The race for the 2016 Republican presidential nomination enters a new and urgent phase this week after an already brutish stretch in which the dominance of Donald Trump and Ben Carson has exasperated rivals and the party’s political class.
Thousands of delegates to the Republican National Convention will descend on Cleveland eleven months from now, thrilled by the prospect of nominating the candidate they hope will be the next president of the United States.
Rick Santorum, the brusque and deeply conservative former senator who won nearly a dozen contests in the 2012 race for the Republican presidential nomination, announced here Wednesday that he would seek to recapture that magic by entering a crowded p
Hillary Rodham Clinton’s appearance here Monday at the home of Dean Genth and Gary Swenson — one of the first gay couples to marry in Iowa — spoke volumes about the political pitch and style of her nascent presidential campaign.
As the jockeying for the 2016 presidential primary begins, all signs point to a third run for 2012 Republican nominee Mitt Romney. The former Massachusetts governor first ran in 2008 but lost the Republican nomination to Sen. John McCain.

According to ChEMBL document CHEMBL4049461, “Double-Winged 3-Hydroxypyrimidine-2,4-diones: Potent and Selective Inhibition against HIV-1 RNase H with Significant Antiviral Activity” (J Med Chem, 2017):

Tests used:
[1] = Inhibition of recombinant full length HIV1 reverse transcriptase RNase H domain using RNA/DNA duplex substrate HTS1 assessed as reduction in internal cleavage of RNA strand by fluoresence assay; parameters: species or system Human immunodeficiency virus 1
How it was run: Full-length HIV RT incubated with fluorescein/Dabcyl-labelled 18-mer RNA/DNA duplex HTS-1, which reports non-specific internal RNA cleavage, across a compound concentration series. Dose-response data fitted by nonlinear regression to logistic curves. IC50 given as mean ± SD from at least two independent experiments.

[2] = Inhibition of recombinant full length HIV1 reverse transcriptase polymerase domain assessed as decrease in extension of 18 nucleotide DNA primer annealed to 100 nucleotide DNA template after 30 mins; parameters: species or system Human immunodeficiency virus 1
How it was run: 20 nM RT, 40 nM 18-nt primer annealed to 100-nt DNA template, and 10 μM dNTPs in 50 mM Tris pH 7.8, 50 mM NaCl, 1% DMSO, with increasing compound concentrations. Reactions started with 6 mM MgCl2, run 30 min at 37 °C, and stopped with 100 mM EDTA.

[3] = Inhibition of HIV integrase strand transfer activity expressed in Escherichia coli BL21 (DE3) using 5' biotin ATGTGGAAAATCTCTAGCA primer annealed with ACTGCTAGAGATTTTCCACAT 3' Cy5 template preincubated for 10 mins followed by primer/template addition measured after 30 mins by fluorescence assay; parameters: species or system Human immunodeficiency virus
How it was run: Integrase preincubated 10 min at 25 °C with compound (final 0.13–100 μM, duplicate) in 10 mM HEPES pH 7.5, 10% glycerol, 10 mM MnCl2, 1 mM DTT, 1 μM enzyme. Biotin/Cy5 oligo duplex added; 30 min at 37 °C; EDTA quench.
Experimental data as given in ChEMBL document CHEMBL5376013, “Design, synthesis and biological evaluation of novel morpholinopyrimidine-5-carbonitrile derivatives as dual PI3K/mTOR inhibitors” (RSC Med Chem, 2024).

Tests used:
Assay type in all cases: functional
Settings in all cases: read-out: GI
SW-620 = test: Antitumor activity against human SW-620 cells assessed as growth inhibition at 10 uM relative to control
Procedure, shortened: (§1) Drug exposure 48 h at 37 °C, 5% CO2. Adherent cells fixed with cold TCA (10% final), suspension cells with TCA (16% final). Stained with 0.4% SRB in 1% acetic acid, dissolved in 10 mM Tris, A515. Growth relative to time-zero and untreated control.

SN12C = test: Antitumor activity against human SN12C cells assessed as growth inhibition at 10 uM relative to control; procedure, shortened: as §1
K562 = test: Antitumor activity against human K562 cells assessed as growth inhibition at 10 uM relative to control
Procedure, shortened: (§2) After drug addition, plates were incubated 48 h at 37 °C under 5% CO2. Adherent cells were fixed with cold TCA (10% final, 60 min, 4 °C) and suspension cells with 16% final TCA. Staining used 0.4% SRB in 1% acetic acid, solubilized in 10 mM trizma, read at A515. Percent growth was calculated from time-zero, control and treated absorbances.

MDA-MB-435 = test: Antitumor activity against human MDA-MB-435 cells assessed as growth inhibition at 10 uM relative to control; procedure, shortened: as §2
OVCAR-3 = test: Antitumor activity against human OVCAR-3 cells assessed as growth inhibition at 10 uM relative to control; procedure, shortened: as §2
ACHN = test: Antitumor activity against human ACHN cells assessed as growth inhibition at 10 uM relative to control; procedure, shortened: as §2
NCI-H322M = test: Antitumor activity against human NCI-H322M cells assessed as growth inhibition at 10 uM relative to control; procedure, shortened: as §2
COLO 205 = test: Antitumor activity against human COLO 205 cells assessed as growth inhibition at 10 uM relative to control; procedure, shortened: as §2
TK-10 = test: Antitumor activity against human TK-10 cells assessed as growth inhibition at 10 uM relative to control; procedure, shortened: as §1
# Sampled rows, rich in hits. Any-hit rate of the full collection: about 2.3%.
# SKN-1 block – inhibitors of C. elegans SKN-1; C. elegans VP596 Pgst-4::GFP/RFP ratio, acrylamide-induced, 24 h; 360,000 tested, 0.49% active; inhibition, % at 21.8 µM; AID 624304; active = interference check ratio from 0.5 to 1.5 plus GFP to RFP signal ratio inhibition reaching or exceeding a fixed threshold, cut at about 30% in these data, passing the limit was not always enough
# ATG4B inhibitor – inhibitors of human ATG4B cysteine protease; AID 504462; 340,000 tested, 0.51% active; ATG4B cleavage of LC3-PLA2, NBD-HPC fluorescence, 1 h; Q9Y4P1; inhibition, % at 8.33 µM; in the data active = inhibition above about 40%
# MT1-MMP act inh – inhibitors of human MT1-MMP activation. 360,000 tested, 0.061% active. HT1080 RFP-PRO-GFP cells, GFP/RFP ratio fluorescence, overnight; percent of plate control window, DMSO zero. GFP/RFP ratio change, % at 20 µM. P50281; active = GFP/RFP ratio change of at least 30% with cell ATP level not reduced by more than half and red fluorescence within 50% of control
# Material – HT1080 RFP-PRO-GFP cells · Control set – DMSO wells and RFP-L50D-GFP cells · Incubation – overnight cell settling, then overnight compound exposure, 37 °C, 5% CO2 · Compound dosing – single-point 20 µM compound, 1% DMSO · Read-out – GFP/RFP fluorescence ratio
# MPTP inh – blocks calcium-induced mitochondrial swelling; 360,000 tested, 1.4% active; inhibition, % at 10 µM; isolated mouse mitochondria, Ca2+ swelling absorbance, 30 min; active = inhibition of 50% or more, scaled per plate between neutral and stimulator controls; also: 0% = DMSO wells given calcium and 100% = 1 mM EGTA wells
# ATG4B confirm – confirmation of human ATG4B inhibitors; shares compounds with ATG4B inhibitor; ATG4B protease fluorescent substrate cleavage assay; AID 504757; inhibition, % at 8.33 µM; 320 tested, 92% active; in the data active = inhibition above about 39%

"This column is not what you think it is going to be. Because I have moderated two general election debates -- in 2004 and 2008 -- I know better than to carp from the sidelines. But that hasn't stopped the requests that have poured in every day for a month, as news outlets from around the world have asked my opinion on debate moderation."
Gwen Ifill is moderator and managing editor of "Washington Week" and co-anchor and managing editor of the "PBS NewsHour." The best-selling author of "The Breakthrough: Politics and Race in the Age of Obama," Gwen has covered seven presidential campaigns and moderated two vice presidential debates.